What determines the maximum wave height formed by a given storm?
wind speed, wind duration, the distance over which it blows (fetch), and the depth for shallow water
What is fetch?
the distance over which a wind blows
Which waves store the most energy?
those with long periods
Why are Pacific waves the largest?
because the Pacific has a large fetch
What are the largest wave sizes in each ocean?
around 15 meters in the Atlantic and Indian; 34 meters in the Pacific
Who and when observed the largest reliable measured wave?
1933; the US navy ship Ramapo
What effect can a current have on a wave?
If they travel in opposite directions, the current can make the wave steeper, especially on its front face.
Where do currents interact with waves most noticeably?
The Agulhas Current opposes waves generated in the westerly wind zone, creating steep waves that can break oil supertankers in two.
What indicates that wave heights are increasing?
Near Britain between 1960 and 1985, average maximum wave heights increased from 12 meters to 15 meters (25%).
What causes waves to dissipate energy before they break?
viscosity of water and air resistance
What ultimately happens to wave energy?
The wave reaches a shore, and its energy is dissipated as heat in the wave breaking and used to erode the shore and establish the longshore currents.
Why does wave breakage not increase the coastal water's temperature by much?
Water has a large heat capacity and this energy is spread over a large volume of water.
What is deep water?
depth > L/2
What pattern do individual water molecules at the surface of a deep water wave follow?
a roughly circular orbit, with a slight net forward movement
What happens to water molecules below a wave?
They rotate in similar circular orbits, with smaller diameters as you go down: H/2 at depth L/9, ~0 at L/2
What is the speed of a deep water wave in terms of wavelength?
C=sqrt(gL/(2π))=1.25sqrt(L) if in m/s and m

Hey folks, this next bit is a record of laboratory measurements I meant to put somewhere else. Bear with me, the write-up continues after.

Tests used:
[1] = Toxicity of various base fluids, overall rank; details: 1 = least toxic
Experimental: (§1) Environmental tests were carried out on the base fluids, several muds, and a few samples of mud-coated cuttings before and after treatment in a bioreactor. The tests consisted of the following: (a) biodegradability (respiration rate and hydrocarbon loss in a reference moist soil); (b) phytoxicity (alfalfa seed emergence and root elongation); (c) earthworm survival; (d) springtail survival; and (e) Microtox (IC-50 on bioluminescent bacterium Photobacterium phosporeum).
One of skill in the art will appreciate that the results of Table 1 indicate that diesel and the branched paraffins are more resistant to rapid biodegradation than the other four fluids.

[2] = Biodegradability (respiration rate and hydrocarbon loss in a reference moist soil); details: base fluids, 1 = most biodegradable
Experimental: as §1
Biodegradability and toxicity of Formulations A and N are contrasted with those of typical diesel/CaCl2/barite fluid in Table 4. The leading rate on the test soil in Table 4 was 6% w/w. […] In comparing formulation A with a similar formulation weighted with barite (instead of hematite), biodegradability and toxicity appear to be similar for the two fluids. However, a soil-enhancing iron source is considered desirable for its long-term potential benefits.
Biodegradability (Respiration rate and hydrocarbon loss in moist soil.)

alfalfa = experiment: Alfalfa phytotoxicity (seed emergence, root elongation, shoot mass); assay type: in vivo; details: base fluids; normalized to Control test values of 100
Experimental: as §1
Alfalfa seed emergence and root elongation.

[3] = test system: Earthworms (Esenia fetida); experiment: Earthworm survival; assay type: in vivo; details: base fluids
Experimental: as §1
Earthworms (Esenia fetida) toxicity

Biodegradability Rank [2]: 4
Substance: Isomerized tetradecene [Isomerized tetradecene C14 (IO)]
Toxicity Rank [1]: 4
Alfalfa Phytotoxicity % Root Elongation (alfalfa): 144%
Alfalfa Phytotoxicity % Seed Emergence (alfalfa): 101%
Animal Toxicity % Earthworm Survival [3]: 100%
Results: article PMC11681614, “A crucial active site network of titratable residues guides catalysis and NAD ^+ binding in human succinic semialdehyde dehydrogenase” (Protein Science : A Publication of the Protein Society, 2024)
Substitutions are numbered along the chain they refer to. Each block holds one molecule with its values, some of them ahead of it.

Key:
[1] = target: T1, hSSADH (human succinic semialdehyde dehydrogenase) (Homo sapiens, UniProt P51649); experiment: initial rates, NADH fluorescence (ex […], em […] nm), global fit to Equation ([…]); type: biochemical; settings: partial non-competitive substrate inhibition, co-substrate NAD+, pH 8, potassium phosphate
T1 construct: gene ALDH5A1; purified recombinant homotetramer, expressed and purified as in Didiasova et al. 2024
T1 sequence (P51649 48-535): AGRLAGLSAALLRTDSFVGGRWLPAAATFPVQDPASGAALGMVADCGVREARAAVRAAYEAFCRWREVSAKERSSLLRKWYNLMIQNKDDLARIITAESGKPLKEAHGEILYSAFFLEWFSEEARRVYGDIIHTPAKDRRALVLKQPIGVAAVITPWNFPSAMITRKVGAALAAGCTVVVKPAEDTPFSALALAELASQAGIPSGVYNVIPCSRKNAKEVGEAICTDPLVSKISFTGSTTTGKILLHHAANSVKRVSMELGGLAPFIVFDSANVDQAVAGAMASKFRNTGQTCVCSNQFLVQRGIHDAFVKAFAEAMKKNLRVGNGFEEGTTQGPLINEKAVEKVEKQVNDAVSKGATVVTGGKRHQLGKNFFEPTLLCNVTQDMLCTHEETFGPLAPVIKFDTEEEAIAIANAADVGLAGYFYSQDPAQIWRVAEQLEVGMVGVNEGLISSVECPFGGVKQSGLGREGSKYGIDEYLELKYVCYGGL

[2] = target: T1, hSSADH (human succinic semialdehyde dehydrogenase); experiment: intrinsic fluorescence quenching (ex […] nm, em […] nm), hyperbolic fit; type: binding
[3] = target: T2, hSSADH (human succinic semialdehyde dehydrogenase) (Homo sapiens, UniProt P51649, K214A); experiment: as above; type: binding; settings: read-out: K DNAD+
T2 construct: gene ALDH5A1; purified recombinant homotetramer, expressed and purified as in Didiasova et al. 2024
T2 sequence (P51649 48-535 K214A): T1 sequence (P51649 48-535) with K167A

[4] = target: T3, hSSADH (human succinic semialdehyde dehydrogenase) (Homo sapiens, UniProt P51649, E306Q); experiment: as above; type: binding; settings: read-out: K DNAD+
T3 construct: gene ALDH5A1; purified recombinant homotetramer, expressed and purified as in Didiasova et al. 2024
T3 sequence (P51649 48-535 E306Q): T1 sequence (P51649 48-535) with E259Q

What is the wavelength of a deep water wave in terms of period?
L=1.56T^2 if in m and s
What are wave trains?
groups of waves with the same characteristics
How do wave trains travel?
Each wave transfers some of its energy forward and backward, so energy is lost in front of the wave train and gained at the back. The front wave diminishes while a new wave is built at the back. The overall group speed is half of that of one of its waves.
How can waves interfere?
They can add and subtract (constructive and destructive interference), sometimes creating extra-large waves that wash people out to sea
What is wave dispersion?
the sorting of waves by wavelength (period) at a distance away from their source
How do meteorologists use wave records?
to pinpoint storm locations from a long way out to sea using short- and long-period waves
What causes waves to change from sea to swell?
As waves disperse and spread their energy over a larger area, their steepness decreases, making them more sinusoidal.
At what depth do waves begin to interact with the seafloor?
What does interaction with the seafloor do to a wave?
The circular orbits are compressed to ellipses, slowing the wave down.
What are intermediate waves?
waves in water of depth between L/2 and L/20
What are shallow water waves?
waves in water of depth less than L/20